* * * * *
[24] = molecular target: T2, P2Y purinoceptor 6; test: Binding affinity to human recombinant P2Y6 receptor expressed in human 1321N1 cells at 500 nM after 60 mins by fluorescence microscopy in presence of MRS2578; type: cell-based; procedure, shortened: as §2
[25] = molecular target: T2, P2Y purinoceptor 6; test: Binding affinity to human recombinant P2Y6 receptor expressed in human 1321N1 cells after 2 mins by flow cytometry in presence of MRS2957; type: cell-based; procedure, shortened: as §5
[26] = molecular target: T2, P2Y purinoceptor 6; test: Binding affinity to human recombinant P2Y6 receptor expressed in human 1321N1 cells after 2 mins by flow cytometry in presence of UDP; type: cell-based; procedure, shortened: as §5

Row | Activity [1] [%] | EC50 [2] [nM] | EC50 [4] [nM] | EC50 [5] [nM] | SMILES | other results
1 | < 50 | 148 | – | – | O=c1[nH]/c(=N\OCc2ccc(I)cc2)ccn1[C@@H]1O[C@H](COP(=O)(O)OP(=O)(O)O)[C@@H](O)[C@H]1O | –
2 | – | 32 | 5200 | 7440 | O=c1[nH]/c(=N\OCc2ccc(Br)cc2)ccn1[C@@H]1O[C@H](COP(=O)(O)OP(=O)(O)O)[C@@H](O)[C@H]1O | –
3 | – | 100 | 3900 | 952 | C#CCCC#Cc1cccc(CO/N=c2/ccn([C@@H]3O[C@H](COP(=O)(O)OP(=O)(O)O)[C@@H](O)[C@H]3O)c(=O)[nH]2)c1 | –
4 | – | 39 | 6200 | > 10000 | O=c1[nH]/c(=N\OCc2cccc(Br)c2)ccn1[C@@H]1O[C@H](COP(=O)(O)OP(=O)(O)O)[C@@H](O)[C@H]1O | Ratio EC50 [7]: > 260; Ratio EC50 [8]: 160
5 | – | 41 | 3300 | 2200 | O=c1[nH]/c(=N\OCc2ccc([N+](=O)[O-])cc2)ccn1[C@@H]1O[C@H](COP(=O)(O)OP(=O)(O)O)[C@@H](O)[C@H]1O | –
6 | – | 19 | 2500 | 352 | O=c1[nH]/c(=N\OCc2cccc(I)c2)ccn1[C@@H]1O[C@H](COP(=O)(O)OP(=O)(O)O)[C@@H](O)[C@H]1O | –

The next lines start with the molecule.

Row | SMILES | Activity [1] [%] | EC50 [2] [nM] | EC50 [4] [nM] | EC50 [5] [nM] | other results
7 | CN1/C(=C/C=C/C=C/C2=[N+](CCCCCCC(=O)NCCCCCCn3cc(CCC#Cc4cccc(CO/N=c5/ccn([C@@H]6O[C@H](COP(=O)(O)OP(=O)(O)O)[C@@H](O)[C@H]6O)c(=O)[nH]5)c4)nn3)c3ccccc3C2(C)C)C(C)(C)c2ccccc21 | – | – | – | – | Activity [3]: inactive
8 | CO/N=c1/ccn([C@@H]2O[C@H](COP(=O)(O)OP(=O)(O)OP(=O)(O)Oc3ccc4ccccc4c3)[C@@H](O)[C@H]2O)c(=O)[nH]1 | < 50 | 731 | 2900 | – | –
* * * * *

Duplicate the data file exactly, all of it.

[24] = molecular target: T2, P2Y purinoceptor 6; test: Binding affinity to human recombinant P2Y6 receptor expressed in human 1321N1 cells at 500 nM after 60 mins by fluorescence microscopy in presence of MRS2578; type: cell-based; procedure, shortened: as §2
[25] = molecular target: T2, P2Y purinoceptor 6; test: Binding affinity to human recombinant P2Y6 receptor expressed in human 1321N1 cells after 2 mins by flow cytometry in presence of MRS2957; type: cell-based; procedure, shortened: as §5
[26] = molecular target: T2, P2Y purinoceptor 6; test: Binding affinity to human recombinant P2Y6 receptor expressed in human 1321N1 cells after 2 mins by flow cytometry in presence of UDP; type: cell-based; procedure, shortened: as §5

Row | Activity [1] [%] | EC50 [2] [nM] | EC50 [4] [nM] | EC50 [5] [nM] | SMILES | other results
1 | < 50 | 148 | – | – | O=c1[nH]/c(=N\OCc2ccc(I)cc2)ccn1[C@@H]1O[C@H](COP(=O)(O)OP(=O)(O)O)[C@@H](O)[C@H]1O | –
2 | – | 32 | 5200 | 7440 | O=c1[nH]/c(=N\OCc2ccc(Br)cc2)ccn1[C@@H]1O[C@H](COP(=O)(O)OP(=O)(O)O)[C@@H](O)[C@H]1O | –
3 | – | 100 | 3900 | 952 | C#CCCC#Cc1cccc(CO/N=c2/ccn([C@@H]3O[C@H](COP(=O)(O)OP(=O)(O)O)[C@@H](O)[C@H]3O)c(=O)[nH]2)c1 | –
4 | – | 39 | 6200 | > 10000 | O=c1[nH]/c(=N\OCc2cccc(Br)c2)ccn1[C@@H]1O[C@H](COP(=O)(O)OP(=O)(O)O)[C@@H](O)[C@H]1O | Ratio EC50 [7]: > 260; Ratio EC50 [8]: 160
5 | – | 41 | 3300 | 2200 | O=c1[nH]/c(=N\OCc2ccc([N+](=O)[O-])cc2)ccn1[C@@H]1O[C@H](COP(=O)(O)OP(=O)(O)O)[C@@H](O)[C@H]1O | –
6 | – | 19 | 2500 | 352 | O=c1[nH]/c(=N\OCc2cccc(I)c2)ccn1[C@@H]1O[C@H](COP(=O)(O)OP(=O)(O)O)[C@@H](O)[C@H]1O | –

The next lines start with the molecule.

Row | SMILES | Activity [1] [%] | EC50 [2] [nM] | EC50 [4] [nM] | EC50 [5] [nM] | other results
7 | CN1/C(=C/C=C/C=C/C2=[N+](CCCCCCC(=O)NCCCCCCn3cc(CCC#Cc4cccc(CO/N=c5/ccn([C@@H]6O[C@H](COP(=O)(O)OP(=O)(O)O)[C@@H](O)[C@H]6O)c(=O)[nH]5)c4)nn3)c3ccccc3C2(C)C)C(C)(C)c2ccccc21 | – | – | – | – | Activity [3]: inactive
8 | CO/N=c1/ccn([C@@H]2O[C@H](COP(=O)(O)OP(=O)(O)OP(=O)(O)Oc3ccc4ccccc4c3)[C@@H](O)[C@H]2O)c(=O)[nH]1 | < 50 | 731 | 2900 | – | –